When I Grow Up, I’ll Be a Kangaroo (Кад порастем бићу Кенгур), directed by Radivoje Andric

The film consists of three parallel stories that are interwoven and take place in a suburb of Belgrade. In the first story, the poor Braca takes Iris, a famous fashion model, out on a date – and everything that can go wrong does so. Another story follows Dule and Somi, who have placed a bet on the football match between Manchester United and the fictional Eastwich. Their friend the Kangaroo plays as Eastwich’s goalkeeper and has become the hero of the neighborhood. The third story takes place on the roof of a block of flats where two young slackers, Avaks and Hybrid, spend their days drinking and smoking. Then Avaks sees an unusual occurrence in the night sky

Daniel Martinek, Research associate

Cosy Dens (Pelíšky), directed by Jan Hrebejk

Against the background of two neighbouring families and two different fathers, the film depicts everyday life in socialist Czechoslovakia at the end of the 1960s. On the one hand, one father, a sworn communist who believes in the socialist world and progress, on the other, a war veteran, yearning for the freedoms of the West at the time. The film accompanies us in the months before the Soviet invasion of Czechoslovakia in August 1968, showing us variations in thinking, faith, interests and apathy. It was these interweaving combinations that I enjoyed the most in the film. These different worlds influencing each other, these conflicting desires and indifferences that are (or are not) passed down through the generations. An insight into Czechoslovak society at the time, from which a legacy persists to this day.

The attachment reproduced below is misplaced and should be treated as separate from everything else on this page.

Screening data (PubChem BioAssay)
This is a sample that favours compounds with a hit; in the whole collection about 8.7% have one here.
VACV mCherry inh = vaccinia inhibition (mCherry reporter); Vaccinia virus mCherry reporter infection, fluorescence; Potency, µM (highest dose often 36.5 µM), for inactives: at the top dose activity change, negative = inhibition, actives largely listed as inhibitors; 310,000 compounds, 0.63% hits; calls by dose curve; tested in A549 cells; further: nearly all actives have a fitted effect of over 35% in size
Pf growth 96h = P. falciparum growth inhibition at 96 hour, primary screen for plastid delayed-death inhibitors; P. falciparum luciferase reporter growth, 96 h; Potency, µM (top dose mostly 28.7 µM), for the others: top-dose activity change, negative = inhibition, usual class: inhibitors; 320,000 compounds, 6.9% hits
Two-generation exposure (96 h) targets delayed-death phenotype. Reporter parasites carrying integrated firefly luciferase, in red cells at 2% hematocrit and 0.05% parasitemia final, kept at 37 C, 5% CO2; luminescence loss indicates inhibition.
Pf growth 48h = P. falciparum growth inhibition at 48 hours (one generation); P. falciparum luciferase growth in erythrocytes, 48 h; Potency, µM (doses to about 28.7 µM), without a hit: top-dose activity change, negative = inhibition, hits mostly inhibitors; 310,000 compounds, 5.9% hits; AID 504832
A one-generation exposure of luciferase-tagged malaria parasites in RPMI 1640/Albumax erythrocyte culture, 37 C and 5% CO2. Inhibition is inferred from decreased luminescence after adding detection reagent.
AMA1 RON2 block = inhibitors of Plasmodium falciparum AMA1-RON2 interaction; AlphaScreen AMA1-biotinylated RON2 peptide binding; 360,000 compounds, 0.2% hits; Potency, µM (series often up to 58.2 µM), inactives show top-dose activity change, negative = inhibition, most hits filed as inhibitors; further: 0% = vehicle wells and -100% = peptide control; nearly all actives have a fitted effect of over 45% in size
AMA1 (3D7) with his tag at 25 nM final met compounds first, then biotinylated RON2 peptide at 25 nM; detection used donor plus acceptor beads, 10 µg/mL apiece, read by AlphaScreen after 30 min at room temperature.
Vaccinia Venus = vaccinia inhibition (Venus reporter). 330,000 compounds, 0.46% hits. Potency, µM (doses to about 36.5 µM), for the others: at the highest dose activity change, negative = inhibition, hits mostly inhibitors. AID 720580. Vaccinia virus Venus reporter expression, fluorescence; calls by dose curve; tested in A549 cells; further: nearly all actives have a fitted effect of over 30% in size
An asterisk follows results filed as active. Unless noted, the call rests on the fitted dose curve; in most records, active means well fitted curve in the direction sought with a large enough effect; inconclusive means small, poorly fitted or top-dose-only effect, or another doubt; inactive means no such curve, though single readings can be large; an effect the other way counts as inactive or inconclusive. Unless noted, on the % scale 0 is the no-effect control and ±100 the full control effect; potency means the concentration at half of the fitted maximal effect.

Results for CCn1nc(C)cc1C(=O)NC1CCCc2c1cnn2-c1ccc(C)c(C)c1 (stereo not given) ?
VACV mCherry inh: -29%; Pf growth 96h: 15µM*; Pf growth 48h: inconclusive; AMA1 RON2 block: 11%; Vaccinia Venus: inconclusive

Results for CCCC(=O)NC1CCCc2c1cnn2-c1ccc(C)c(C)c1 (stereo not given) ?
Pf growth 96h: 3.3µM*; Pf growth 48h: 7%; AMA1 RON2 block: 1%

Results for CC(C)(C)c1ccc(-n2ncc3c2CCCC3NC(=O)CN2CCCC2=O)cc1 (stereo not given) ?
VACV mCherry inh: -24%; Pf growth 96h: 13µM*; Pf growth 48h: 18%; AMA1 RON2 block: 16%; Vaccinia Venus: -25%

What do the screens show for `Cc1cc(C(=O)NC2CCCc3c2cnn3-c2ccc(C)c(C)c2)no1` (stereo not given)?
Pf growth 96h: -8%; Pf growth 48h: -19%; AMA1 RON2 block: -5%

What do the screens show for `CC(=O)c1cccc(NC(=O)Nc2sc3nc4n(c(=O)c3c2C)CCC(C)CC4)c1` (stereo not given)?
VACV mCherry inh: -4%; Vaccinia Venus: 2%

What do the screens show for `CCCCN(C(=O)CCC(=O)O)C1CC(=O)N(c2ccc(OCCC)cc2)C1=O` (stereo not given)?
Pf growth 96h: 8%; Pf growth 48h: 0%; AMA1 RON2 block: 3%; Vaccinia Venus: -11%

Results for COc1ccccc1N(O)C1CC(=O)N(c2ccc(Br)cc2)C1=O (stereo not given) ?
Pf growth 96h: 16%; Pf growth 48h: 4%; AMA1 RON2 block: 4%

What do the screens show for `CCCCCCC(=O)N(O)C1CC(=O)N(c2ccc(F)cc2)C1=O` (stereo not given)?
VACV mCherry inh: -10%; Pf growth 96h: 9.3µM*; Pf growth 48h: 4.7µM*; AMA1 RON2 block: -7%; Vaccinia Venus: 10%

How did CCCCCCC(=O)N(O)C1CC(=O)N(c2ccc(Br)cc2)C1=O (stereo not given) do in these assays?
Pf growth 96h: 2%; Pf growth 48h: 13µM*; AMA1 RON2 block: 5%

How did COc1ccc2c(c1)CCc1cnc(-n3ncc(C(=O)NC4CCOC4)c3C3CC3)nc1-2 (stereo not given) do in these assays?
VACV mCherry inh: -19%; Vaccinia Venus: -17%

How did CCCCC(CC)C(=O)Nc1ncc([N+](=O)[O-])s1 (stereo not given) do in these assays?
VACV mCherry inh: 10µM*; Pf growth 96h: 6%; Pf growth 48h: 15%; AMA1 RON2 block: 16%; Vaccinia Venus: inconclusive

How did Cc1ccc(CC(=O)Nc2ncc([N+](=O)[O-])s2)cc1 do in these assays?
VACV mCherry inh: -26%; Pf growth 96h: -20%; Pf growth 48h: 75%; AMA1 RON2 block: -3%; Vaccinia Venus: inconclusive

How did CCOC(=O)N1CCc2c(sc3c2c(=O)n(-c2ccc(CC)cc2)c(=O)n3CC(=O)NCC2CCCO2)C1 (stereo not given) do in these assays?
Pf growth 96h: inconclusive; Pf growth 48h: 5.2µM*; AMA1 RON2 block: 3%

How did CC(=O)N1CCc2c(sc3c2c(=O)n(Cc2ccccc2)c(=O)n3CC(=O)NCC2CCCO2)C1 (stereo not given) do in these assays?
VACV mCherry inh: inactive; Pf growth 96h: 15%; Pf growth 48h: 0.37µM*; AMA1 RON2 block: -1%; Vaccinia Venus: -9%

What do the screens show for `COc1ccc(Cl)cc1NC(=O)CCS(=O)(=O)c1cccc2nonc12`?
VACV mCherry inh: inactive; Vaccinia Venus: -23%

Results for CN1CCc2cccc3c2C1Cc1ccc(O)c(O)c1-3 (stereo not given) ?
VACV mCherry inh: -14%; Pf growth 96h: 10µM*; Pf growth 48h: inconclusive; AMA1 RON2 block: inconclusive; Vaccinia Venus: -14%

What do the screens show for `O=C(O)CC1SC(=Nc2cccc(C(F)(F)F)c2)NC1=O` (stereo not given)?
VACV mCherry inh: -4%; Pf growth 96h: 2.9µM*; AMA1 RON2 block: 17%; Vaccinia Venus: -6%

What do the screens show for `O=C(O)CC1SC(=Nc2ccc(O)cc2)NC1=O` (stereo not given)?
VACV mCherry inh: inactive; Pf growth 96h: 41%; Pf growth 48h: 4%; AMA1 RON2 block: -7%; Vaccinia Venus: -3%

Kinga Brudzińska, Research associate

Queen (Królowa), directed by Łukasz Kośmicki

Queen is a light watch miniseries (4 episodes) on Netflix that touches upon many transformational issues that the Polish society faces nowadays. It is a story about LGBTQ+ rights, (in)tolerance, (non-)acceptance, women rights, and the regions impacted by the transition (ex. market economy and green transformation). In a nutshell, it is the story of a drag queen, Silvestre (Loretta), who left communist Poland to pursue his career as a tailor in Paris. At that time, he was not aware of having a daughter, who turned out to be sick and needed transplantation. He decides to go back home that he left, only to save his daughter’s life.

Darija Benić, IDM Trainee

Diamond of Boyana (Biser Bojane), directed by Milan Karadzić

Đorđe Popović, a young doctor from Belgrade, receives an anonymous call to meet his father. Up until that moment he’s strongly convinced that his father is dead, nevertheless he decides to give in the adventure of discovering his own identity. He leaves for Montenegro and while travelling meets Lola, a young kite boarder, also a daughter of a police inspector. Meanwhile, after many years of serving his sentence, Nikola Popović is coming out of the prison. He’s planning a short visit to Montenegro, just to collect the hidden diamonds stolen long time ago from European jewelry stores. But what he is about to run into is an excitable reception from the police and his old partners interested in those diamonds, he is prepared for anything except to meet his son twenty five years after.